Tuesday, 12 August 2014

Black Cultural Archives

 A plug for the new Black Cultural Archives centre in Brixton, and its opening exhibition, featuring the heritage of Black women in Britain through modern history, starting with a digital reconstruction of the face of a woman of African origin buried in York 2000 years ago, and the head of a serving woman in a drawing by Albrecht Dürer now in the British Museum.  It doesn’t aim to cover everything, partly because space is tight, but it gives a brilliant visual tour from the centuries up to the present, with Claudia Jones and Baroness Doreen Lawrence among recent figures of renown, and a poignant silent movie by  John Akomfrah dramatising the experience of Dürer’s sitters – so a great variety of media and approaches in a concise installation.  Also included the original ‘Crimea scrapbook’ – in fact a double folio volume of professionally mounted items including the oval photograph of Mary Seacole found in Winchester College library.   It is a pity that the gallery space is not larger because today it was difficult to move around for all the families studying the exhibits and panels and listening to the audio-guides – but a good augury for the future, with well-focussed, thoughtful displays.

The building is worth seeing too – the conversion of a run-down regency house with a new front courtyard space and a modern extension, by architects Pringle Richards Sharratt, based in Stockwell, who were responsible for the comparably visitor-friendly updating of the William Morris Gallery in E17.

Oh and of course there’s a café.

Sunday, 10 August 2014

A black face at Kelmscott Manor

Kelmscott Manor has some very old and very faded Flemish tapestry hangings, which were in the house when William Morris first took it on an annual lease in 1871, and date from the 17th century.  The story they depict in a now rather jumbled and mangled form is that of Samson, being blinded and demolishing the Philistine temple.  I had not noticed before the presence of a typical baroque serving-boy, wearing a neat stripey shirt and holding a water-jar, whose dark skin remains visible, though equally faded. 

And here is a photo from a few months before Morris's death, taken by Frederick Evans at Morris's request, which shows the tapestry as it then was, hanging over a closet door -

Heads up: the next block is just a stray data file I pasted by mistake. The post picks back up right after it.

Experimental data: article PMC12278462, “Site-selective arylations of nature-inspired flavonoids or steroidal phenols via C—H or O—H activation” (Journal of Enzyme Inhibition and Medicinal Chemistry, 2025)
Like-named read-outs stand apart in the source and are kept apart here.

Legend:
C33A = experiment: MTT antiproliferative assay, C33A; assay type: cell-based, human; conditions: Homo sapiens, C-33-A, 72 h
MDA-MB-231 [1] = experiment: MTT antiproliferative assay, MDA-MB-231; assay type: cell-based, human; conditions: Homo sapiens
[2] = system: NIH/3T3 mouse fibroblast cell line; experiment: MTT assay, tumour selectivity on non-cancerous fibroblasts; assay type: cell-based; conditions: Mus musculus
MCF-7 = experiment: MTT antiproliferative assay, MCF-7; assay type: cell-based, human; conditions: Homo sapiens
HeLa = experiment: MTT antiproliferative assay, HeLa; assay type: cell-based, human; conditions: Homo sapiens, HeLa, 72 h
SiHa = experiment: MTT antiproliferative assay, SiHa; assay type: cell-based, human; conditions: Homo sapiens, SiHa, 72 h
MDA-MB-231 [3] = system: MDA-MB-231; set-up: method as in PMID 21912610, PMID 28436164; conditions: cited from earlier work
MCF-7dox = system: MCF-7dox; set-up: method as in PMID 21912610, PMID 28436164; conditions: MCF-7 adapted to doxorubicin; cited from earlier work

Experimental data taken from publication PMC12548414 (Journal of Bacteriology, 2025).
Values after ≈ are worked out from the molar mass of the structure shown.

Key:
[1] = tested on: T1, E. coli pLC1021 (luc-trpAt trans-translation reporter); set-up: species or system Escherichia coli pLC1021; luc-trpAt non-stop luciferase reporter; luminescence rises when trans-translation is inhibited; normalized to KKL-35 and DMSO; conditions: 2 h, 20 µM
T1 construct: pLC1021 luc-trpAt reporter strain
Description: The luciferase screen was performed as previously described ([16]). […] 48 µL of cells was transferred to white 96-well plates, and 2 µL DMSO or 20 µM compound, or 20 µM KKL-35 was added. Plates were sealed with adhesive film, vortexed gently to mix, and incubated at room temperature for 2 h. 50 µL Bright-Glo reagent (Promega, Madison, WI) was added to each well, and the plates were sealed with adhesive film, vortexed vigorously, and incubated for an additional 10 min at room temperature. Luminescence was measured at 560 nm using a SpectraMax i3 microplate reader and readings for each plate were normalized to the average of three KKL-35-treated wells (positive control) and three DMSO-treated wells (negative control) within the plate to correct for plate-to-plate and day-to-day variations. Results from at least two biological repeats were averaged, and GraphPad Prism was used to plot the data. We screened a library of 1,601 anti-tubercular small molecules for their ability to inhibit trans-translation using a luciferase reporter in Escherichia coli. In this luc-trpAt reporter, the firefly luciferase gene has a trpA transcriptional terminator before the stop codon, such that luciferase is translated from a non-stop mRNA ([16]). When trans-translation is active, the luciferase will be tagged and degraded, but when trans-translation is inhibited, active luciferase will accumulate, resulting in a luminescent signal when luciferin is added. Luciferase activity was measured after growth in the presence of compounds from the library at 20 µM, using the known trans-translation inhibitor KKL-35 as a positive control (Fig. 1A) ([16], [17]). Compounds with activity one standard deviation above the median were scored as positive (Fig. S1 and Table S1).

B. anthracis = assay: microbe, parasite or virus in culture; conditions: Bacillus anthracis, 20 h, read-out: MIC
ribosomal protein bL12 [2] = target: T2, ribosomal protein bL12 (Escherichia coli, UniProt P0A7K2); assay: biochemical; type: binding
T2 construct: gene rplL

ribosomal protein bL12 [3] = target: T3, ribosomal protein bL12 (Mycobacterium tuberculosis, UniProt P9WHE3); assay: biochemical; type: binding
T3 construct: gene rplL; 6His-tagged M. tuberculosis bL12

Thursday, 7 August 2014

Soldiers of Empire

that is,  soldiers from Africa, India, Caribbean, south-east Asia etc  drafted into European armies during WW1  -   a lot of very new and important material and interpretation from David Olusoga

Here for next few days :

then a second programme on 13 August

Monday, 4 August 2014


I've always thought this an extraordinary poem, starting so rationally and ending so illogically, with the baffling central  images of war's aftermath  as both beautiful and burnt-out.  Its expression of naive nationalism helps explain however what so many, no doubt on all sides, felt once the conflict began - and would no doubt do so today in comparable circumstances.

This is no case of petty right or wrong
That politicians or philosophers
Can judge.  I hate not Germans, nor grow hot
With love of Englishmen, to please newspapers.
Beside my hate for one fat patriot
My hatred of the Kaiser is love true:-
A kind of god he is, banging a gong.
But I have not to choose between the two,

Or between justice and injustice.  Dinned
With war and argument I read no more
Than in the storm smoking along the wind
Athwart the wood.  Two witches' cauldrons roar.
From one the weather shall rise clear and gay;
Out of the other an England beautiful
And like her mother that died yesterday.
Little I know or care if, being dull,

I shall miss something that historians
Can rake out of the ashes when perchance
The phoenix broods serene above their ken.
But with the best and meanest Englishmen
I am one in crying, God save England, lest
We lose what never slaves and cattle blessed.
The ages made her that made us from dust:
She is all we know and live by, and we trust
She is good and must endure, loving her so:
And as we love ourselves we hate our foe

and presumably 'what never slaves or cattle blessed' and the poet fears to lose as an 'Englishman' is freedom - except that slave surely did bless it ?